6.5 Nerves, Hormones, and Homeostasis

Terms in this set (12)

The nerve at rest
We have an imbalance of ions inside and outside of the plasma membranes.
The important ions are K+ and Na+.
K+ is more concentrated inside the cell (30X more) and therefore tends to diffuse out of the cell.
Na+ is more concentrated outside (10X more) of the cell and thus tends to diffuse into the cell, but at a lower rate.
Na+-K+ pumps embedded in the plasma membrane work against both ions' diffusion gradients in order to preserve the gradients and the membrane potential.
The inside of the cell is - charged due to Cl- and some proteins while the outside is + charged due to Na+.
The plasma membrane is said to be polarised (+ and - poles)
The resting potential is -70 mV.

When a nerve is stimulated the properties of the plasma membrane will change and Na+ - K+ channels will open.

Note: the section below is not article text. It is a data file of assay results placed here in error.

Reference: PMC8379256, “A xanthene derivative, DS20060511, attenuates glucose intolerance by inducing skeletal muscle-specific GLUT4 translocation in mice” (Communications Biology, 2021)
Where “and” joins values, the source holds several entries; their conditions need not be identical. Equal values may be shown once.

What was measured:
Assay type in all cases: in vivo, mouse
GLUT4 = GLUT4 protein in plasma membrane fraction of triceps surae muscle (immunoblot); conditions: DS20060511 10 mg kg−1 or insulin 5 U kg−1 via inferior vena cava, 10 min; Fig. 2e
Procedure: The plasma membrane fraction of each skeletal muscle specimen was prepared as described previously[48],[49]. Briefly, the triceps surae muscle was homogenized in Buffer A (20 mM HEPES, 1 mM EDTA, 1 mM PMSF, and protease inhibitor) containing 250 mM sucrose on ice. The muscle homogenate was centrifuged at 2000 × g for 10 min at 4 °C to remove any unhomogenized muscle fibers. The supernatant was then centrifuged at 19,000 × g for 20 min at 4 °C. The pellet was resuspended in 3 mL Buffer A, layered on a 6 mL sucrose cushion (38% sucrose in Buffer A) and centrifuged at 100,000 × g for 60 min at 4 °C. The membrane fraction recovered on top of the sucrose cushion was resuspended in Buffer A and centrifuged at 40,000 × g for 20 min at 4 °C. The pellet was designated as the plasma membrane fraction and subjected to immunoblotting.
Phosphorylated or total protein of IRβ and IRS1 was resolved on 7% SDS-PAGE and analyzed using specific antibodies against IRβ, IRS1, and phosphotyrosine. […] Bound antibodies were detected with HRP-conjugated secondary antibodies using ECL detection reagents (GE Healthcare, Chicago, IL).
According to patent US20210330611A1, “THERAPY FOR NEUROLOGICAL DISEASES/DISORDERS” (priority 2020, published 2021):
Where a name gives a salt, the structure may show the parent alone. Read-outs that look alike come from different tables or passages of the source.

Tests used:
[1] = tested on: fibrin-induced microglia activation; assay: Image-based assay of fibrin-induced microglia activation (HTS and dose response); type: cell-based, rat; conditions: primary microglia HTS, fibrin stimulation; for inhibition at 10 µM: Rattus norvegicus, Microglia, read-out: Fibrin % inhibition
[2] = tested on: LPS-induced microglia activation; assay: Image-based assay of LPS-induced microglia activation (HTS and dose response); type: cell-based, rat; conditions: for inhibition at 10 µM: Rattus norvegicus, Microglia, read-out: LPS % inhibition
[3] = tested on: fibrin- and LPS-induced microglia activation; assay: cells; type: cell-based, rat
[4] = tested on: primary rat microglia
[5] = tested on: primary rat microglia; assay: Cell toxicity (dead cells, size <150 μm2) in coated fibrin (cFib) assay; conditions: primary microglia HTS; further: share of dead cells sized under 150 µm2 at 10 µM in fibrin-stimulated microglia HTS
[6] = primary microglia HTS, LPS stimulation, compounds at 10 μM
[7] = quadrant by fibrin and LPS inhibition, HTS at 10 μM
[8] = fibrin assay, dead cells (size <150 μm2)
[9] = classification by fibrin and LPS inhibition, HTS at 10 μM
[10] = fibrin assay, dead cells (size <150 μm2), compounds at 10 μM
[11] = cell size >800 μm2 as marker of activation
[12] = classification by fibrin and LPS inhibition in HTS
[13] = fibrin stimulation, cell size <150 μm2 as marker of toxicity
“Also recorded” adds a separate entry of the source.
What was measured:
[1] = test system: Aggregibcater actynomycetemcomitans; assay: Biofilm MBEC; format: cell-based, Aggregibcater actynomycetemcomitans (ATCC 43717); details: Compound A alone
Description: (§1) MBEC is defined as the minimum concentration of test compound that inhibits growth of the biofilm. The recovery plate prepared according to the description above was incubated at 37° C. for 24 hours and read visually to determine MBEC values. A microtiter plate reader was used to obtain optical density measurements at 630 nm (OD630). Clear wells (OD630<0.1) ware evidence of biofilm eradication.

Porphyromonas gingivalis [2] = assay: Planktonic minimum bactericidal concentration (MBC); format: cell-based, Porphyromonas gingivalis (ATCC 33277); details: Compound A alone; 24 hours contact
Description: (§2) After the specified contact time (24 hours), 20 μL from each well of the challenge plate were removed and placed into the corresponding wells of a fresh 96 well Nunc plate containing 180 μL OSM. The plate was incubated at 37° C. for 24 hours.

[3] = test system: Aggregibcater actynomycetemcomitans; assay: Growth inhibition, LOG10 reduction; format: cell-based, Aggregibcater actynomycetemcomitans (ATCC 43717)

Na+ will come inside the cell.
The inside of the cell will become more + and more or depolarised.
The outside of the cell will become -.
This is called the reverse polarisation.
At a certain point, you will have too many + charges inside the cell.
The K+ will begin to leave the cell.
This highly + charges inside the cell will start to decrease.
The plasma membrane potential goes back to his original level but the Na+ and K+ are not at the right place.
High concentration of Na+ inside the cell.
High concentration of K+ outside the cell.
To get the original setting, the Na+ - K+ pumps start working.
This restore the distribution of ions.
That period is called the refractory period or recovery period.
It means that a neuron is unable to respond to another stimulus.